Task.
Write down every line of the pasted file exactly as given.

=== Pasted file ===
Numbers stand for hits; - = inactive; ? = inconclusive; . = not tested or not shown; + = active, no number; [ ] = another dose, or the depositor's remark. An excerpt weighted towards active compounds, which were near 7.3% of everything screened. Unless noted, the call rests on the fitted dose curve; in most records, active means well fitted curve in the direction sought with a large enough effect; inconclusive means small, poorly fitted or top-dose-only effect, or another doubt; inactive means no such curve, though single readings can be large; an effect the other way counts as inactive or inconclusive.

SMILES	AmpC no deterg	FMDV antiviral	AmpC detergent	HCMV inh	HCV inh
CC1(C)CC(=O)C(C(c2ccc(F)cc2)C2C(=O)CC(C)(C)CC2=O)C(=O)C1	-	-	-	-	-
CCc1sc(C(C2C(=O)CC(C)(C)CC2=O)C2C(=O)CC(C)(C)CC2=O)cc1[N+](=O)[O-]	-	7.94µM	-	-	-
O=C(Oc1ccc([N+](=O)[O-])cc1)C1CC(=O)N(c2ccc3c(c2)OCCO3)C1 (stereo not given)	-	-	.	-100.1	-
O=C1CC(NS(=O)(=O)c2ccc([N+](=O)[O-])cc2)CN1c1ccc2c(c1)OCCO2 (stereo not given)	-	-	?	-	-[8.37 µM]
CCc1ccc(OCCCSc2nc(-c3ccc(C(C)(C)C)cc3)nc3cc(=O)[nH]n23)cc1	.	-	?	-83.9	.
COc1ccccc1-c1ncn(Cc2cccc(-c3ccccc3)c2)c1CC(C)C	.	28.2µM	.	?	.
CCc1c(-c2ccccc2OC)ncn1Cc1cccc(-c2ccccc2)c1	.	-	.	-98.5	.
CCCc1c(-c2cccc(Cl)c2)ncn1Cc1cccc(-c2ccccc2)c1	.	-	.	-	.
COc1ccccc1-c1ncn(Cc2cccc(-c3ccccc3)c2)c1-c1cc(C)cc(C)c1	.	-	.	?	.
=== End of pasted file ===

Numbers stand for hits; - = inactive; ? = inconclusive; . = not tested or not shown; + = active, no number; [ ] = another dose, or the depositor's remark. An excerpt weighted towards active compounds, which were near 7.3% of everything screened. Unless noted, the call rests on the fitted dose curve; in most records, active means well fitted curve in the direction sought with a large enough effect; inconclusive means small, poorly fitted or top-dose-only effect, or another doubt; inactive means no such curve, though single readings can be large; an effect the other way counts as inactive or inconclusive.

SMILES	AmpC no deterg	FMDV antiviral	AmpC detergent	HCMV inh	HCV inh
CC1(C)CC(=O)C(C(c2ccc(F)cc2)C2C(=O)CC(C)(C)CC2=O)C(=O)C1	-	-	-	-	-
CCc1sc(C(C2C(=O)CC(C)(C)CC2=O)C2C(=O)CC(C)(C)CC2=O)cc1[N+](=O)[O-]	-	7.94µM	-	-	-
O=C(Oc1ccc([N+](=O)[O-])cc1)C1CC(=O)N(c2ccc3c(c2)OCCO3)C1 (stereo not given)	-	-	.	-100.1	-
O=C1CC(NS(=O)(=O)c2ccc([N+](=O)[O-])cc2)CN1c1ccc2c(c1)OCCO2 (stereo not given)	-	-	?	-	-[8.37 µM]
CCc1ccc(OCCCSc2nc(-c3ccc(C(C)(C)C)cc3)nc3cc(=O)[nH]n23)cc1	.	-	?	-83.9	.
COc1ccccc1-c1ncn(Cc2cccc(-c3ccccc3)c2)c1CC(C)C	.	28.2µM	.	?	.
CCc1c(-c2ccccc2OC)ncn1Cc1cccc(-c2ccccc2)c1	.	-	.	-98.5	.
CCCc1c(-c2cccc(Cl)c2)ncn1Cc1cccc(-c2ccccc2)c1	.	-	.	-	.
COc1ccccc1-c1ncn(Cc2cccc(-c3ccccc3)c2)c1-c1cc(C)cc(C)c1	.	-	.	?	.